After a historically bad April, the United States economy showed early signs of recovering from the devastating effects of the COVID-19 pandemic.
The U.S. Labor Department report revealed on Friday that 2.5 million jobs were added in May and the unemployment rate fell to 13.3%. It was the largest monthly gain in new jobs since the Bureau of Labor Statistics started tracking in 1939.
The numbers were in stark contrast to the ADP’s jobs report on Wednesday, which found that 2.76 million jobs were lost in May.
The Labor Department noted that millions of workers were misclassified during the pandemic as “employed but not at work,” when they should have been counted as “unemployed on temporary layoff.” If it weren't for those misclassifications, the unemployment rate would have been higher — around 19.2% in April and 16.1% in May, not including seasonal adjustments.
Even so, economists' estimates for the May report were off by a significant margin, with expectations around 20% and about 8 million jobs lost. The gradual reopening across the country, however, led to job gain instead of losses.
Restaurants and bars, health-care employers and construction were among the sectors that drove the May job market improvement, according to the report. About 1.4 million people gained or took back their restaurant jobs, even as hotels continued to shed workers. About 460,000 were hired or rehired in construction, 370,000 in retail, and 390,000 in health care and social assistance. That latter boost came heavily from dentist’s offices, which took back some 245,000 workers.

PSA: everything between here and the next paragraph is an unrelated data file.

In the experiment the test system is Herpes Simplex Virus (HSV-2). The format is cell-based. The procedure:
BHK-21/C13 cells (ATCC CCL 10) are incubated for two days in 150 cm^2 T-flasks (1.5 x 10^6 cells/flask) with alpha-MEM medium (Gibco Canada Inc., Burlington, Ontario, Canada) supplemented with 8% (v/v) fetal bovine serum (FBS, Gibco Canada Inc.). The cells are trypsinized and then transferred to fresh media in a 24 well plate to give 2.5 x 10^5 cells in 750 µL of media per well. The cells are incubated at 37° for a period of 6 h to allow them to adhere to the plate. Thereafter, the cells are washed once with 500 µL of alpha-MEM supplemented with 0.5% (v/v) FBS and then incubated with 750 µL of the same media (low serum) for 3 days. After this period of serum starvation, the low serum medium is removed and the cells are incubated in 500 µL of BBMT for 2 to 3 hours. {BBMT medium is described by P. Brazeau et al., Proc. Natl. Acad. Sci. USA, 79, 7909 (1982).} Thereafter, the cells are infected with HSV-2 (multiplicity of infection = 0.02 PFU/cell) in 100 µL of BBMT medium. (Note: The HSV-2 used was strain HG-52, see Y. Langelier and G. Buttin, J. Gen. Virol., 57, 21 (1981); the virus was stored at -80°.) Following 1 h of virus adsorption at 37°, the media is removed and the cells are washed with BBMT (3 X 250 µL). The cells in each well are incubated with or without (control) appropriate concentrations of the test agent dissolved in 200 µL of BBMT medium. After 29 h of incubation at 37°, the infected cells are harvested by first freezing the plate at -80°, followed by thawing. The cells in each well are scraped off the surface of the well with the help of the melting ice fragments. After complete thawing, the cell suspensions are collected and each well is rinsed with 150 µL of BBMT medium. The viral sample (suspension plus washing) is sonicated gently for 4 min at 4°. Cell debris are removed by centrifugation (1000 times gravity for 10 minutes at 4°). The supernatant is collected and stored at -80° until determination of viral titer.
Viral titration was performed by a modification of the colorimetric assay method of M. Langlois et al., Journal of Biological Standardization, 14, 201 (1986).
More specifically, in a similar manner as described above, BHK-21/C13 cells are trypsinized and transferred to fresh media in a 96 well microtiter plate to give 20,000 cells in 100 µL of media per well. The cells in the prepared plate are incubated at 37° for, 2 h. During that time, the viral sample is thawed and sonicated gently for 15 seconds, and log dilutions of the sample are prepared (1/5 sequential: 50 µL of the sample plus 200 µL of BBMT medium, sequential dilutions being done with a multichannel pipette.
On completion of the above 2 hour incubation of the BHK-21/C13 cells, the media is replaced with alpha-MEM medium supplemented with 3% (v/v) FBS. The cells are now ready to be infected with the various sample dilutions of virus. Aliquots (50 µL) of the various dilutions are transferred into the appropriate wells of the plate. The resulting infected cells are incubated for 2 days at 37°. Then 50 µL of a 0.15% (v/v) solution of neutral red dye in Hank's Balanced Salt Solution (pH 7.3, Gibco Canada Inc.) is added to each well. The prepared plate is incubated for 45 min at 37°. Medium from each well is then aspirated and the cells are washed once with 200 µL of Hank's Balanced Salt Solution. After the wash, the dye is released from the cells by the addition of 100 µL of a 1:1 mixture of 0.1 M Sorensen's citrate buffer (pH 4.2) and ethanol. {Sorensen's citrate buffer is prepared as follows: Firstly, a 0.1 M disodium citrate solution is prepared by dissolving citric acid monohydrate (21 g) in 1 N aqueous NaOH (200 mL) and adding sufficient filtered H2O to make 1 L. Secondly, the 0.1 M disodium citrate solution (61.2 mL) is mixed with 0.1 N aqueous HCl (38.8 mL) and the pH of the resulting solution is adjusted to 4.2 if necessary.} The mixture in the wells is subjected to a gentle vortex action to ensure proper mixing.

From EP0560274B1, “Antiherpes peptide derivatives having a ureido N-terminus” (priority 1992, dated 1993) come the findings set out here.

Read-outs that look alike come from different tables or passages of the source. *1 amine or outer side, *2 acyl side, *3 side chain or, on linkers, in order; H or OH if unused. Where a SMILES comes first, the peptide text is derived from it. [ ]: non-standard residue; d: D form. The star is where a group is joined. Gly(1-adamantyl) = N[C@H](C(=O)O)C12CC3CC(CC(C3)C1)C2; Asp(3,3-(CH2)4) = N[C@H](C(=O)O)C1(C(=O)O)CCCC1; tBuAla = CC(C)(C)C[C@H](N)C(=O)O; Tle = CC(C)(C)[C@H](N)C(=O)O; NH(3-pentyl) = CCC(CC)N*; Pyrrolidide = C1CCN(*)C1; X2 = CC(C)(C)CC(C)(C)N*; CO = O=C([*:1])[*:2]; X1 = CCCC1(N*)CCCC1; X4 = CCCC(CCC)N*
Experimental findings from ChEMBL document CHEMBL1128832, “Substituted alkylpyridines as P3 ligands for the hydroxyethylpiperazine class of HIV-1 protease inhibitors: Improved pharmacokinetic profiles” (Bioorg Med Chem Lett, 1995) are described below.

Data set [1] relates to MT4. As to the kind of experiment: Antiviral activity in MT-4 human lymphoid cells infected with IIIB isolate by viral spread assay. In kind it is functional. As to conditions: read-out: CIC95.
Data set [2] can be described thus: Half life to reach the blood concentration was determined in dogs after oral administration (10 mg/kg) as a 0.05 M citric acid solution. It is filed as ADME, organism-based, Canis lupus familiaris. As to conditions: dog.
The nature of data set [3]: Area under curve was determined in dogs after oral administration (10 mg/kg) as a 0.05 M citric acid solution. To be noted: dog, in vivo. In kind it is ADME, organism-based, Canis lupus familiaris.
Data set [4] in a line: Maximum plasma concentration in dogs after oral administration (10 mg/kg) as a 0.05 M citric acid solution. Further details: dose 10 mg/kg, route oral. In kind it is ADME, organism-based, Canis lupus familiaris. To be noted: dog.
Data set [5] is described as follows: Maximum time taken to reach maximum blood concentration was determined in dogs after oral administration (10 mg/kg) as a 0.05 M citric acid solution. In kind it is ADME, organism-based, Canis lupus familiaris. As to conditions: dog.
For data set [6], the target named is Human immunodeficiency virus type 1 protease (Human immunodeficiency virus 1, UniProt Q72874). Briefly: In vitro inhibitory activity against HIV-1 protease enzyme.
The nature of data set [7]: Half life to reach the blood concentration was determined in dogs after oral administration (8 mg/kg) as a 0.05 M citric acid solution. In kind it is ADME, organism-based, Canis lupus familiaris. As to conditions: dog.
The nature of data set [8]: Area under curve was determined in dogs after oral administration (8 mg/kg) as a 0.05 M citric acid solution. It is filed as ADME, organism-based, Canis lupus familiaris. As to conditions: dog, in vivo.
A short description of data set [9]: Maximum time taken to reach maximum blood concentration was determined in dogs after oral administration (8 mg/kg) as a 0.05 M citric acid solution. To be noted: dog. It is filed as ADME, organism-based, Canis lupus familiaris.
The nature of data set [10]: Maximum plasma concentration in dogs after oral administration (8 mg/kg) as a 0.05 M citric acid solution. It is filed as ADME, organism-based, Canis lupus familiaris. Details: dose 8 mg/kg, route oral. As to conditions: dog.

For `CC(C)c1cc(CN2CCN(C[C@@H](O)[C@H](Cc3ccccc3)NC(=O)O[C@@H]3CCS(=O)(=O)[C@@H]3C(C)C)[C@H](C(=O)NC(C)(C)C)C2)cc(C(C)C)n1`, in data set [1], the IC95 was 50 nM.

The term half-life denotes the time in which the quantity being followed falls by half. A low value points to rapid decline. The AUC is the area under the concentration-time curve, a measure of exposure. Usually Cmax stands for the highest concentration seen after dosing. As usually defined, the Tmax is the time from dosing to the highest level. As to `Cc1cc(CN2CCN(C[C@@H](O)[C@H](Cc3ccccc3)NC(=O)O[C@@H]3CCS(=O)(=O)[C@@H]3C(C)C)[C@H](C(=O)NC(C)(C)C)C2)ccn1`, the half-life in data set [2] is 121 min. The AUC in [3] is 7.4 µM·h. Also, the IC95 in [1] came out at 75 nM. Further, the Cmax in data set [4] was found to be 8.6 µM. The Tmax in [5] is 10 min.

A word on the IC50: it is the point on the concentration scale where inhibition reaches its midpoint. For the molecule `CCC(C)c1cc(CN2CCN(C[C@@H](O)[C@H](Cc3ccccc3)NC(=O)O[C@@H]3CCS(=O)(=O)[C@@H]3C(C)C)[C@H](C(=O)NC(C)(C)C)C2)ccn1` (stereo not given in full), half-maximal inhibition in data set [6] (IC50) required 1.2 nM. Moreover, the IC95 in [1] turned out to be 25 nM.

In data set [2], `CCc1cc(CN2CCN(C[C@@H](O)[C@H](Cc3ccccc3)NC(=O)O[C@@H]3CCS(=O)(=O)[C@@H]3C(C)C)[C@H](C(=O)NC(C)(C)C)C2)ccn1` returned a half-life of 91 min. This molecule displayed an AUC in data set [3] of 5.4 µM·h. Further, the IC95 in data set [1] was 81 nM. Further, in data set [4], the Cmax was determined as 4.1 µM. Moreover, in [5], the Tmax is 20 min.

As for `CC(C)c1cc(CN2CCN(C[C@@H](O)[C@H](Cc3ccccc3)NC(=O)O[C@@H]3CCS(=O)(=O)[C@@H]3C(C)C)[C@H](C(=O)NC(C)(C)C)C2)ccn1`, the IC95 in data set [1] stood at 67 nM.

There’s also belief that the federal stimulus money from the Paycheck Protection Program enabled many businesses to bring workers back on payroll.
“The economy is still being very much buffered by stimulus,” Michelle Meyer, head of U.S. economics at Bank of America told The New York Times. “When that starts to wane, we will learn a lot more about the underlying health of the recovery.”
About the Author
Brett Christie is the managing editor of Workspan Daily.